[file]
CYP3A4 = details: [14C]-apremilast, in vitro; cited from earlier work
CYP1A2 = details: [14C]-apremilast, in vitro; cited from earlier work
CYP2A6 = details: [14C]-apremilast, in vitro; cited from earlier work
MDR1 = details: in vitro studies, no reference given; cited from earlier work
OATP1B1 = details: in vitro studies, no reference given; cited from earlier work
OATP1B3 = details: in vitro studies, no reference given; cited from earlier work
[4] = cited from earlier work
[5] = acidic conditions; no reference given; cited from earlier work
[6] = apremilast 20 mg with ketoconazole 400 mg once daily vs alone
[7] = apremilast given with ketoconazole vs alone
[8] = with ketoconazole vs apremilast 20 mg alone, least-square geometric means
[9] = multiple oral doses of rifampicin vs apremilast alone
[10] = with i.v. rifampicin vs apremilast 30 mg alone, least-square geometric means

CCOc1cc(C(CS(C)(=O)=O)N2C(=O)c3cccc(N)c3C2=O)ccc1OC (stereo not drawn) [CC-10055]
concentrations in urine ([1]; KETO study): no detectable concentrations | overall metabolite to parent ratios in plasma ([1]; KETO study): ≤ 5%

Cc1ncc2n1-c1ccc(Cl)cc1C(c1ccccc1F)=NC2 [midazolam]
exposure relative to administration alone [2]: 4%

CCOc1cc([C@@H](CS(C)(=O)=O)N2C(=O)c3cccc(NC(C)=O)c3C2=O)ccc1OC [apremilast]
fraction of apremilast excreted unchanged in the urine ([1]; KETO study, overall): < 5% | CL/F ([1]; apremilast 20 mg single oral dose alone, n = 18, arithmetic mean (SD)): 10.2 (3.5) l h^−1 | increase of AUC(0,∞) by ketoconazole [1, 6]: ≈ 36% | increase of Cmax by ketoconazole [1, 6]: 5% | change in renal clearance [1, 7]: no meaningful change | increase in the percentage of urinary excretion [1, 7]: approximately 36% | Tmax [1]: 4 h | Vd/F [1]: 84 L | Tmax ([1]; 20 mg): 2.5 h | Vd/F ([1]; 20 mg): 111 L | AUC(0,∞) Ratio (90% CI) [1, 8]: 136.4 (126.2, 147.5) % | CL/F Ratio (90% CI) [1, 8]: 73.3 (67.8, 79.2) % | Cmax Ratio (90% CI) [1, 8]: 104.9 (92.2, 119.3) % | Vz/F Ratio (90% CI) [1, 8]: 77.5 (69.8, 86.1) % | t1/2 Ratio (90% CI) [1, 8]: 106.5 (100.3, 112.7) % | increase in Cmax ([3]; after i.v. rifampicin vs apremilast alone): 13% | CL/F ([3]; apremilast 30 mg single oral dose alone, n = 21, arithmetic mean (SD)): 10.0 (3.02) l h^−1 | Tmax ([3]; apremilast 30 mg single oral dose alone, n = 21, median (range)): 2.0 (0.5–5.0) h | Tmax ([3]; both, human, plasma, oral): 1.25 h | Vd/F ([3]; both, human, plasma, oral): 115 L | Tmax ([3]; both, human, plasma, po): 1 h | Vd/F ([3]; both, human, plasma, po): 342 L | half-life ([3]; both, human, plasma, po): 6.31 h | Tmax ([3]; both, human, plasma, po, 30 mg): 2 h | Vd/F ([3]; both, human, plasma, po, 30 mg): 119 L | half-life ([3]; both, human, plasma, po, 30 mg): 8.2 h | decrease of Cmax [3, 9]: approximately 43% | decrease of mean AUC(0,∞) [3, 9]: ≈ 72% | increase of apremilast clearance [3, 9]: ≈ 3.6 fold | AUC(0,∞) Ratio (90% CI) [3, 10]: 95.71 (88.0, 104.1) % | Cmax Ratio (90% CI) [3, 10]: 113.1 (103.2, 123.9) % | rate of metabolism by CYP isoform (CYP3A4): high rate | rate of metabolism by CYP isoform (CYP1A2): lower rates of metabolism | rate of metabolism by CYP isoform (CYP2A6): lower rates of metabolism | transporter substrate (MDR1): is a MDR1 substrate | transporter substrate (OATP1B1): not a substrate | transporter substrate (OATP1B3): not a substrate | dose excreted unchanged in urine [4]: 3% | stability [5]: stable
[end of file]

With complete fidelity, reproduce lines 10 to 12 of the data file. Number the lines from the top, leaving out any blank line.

[7] = apremilast given with ketoconazole vs alone
[8] = with ketoconazole vs apremilast 20 mg alone, least-square geometric means
[9] = multiple oral doses of rifampicin vs apremilast alone